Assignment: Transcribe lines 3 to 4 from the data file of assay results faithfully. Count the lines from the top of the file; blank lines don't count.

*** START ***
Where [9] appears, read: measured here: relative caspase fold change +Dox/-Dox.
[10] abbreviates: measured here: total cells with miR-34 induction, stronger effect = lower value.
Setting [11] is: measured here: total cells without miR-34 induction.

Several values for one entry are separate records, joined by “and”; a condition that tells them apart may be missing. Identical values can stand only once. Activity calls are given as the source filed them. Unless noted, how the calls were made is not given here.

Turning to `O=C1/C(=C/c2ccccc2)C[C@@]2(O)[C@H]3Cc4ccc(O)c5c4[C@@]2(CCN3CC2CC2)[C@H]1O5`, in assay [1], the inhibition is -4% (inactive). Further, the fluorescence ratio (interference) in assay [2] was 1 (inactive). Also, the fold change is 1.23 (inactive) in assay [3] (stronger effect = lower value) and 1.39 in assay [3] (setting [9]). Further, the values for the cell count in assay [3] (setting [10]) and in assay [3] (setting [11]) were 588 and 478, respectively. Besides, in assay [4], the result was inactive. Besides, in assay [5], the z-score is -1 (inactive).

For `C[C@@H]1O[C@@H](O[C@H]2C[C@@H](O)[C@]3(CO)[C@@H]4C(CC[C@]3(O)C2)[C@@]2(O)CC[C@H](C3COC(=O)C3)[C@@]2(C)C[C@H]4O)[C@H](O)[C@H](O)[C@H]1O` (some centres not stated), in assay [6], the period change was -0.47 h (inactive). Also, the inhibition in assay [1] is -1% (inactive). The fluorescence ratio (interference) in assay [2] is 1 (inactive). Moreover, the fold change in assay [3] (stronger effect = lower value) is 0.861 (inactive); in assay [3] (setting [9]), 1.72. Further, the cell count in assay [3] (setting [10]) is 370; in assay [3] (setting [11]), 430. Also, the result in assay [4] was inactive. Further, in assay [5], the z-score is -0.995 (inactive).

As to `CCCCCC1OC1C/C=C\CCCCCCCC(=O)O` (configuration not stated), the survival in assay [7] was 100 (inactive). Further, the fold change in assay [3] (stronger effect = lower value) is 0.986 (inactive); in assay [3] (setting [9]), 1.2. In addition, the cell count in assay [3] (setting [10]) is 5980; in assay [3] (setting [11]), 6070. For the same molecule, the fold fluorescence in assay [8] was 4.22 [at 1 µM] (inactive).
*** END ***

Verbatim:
Setting [11] is: measured here: total cells without miR-34 induction.

Several values for one entry are separate records, joined by “and”; a condition that tells them apart may be missing. Identical values can stand only once. Activity calls are given as the source filed them. Unless noted, how the calls were made is not given here.